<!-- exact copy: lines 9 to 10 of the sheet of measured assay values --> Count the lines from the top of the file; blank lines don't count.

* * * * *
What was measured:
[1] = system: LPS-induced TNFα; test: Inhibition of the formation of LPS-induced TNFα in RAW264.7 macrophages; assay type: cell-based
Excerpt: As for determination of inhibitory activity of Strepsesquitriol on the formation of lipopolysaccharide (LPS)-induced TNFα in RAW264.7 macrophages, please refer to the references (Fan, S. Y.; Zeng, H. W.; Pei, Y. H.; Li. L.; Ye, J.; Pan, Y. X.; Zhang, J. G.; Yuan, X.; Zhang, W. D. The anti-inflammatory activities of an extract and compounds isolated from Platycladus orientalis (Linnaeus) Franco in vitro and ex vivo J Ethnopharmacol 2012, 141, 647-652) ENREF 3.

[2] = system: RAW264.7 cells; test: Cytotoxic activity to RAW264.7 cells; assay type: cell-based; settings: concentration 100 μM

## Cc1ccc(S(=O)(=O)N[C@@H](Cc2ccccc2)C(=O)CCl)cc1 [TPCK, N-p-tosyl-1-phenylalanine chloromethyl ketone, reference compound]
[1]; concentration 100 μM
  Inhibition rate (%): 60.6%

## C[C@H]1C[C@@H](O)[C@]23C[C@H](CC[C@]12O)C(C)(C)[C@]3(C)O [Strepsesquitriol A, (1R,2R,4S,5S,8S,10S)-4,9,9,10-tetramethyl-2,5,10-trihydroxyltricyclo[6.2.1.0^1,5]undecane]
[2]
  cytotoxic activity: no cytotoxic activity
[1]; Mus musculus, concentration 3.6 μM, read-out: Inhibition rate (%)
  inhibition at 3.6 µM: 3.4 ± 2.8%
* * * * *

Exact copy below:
[2]
  cytotoxic activity: no cytotoxic activity